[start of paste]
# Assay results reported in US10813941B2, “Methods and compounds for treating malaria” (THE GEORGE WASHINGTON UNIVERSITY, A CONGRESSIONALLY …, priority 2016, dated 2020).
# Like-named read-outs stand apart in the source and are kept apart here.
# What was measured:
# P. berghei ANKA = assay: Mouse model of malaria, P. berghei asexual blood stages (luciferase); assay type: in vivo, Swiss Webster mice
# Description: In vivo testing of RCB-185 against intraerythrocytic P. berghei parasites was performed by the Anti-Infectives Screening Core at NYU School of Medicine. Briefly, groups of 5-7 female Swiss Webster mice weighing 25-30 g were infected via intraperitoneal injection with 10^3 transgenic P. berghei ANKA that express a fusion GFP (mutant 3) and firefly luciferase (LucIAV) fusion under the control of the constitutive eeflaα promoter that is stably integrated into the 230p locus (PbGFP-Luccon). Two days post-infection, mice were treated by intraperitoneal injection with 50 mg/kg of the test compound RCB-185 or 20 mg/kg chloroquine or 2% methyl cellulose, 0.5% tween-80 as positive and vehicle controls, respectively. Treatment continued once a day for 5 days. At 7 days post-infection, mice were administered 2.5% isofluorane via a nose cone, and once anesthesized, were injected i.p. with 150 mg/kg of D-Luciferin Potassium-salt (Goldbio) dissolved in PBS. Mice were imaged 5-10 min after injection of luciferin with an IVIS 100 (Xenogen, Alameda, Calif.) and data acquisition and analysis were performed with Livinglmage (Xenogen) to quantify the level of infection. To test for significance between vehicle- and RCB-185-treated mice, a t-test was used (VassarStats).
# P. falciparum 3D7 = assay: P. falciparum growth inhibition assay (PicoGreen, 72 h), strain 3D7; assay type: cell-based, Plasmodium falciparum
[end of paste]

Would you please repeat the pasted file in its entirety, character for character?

# Assay results reported in US10813941B2, “Methods and compounds for treating malaria” (THE GEORGE WASHINGTON UNIVERSITY, A CONGRESSIONALLY …, priority 2016, dated 2020).
# Like-named read-outs stand apart in the source and are kept apart here.
# What was measured:
# P. berghei ANKA = assay: Mouse model of malaria, P. berghei asexual blood stages (luciferase); assay type: in vivo, Swiss Webster mice
# Description: In vivo testing of RCB-185 against intraerythrocytic P. berghei parasites was performed by the Anti-Infectives Screening Core at NYU School of Medicine. Briefly, groups of 5-7 female Swiss Webster mice weighing 25-30 g were infected via intraperitoneal injection with 10^3 transgenic P. berghei ANKA that express a fusion GFP (mutant 3) and firefly luciferase (LucIAV) fusion under the control of the constitutive eeflaα promoter that is stably integrated into the 230p locus (PbGFP-Luccon). Two days post-infection, mice were treated by intraperitoneal injection with 50 mg/kg of the test compound RCB-185 or 20 mg/kg chloroquine or 2% methyl cellulose, 0.5% tween-80 as positive and vehicle controls, respectively. Treatment continued once a day for 5 days. At 7 days post-infection, mice were administered 2.5% isofluorane via a nose cone, and once anesthesized, were injected i.p. with 150 mg/kg of D-Luciferin Potassium-salt (Goldbio) dissolved in PBS. Mice were imaged 5-10 min after injection of luciferin with an IVIS 100 (Xenogen, Alameda, Calif.) and data acquisition and analysis were performed with Livinglmage (Xenogen) to quantify the level of infection. To test for significance between vehicle- and RCB-185-treated mice, a t-test was used (VassarStats).
# P. falciparum 3D7 = assay: P. falciparum growth inhibition assay (PicoGreen, 72 h), strain 3D7; assay type: cell-based, Plasmodium falciparum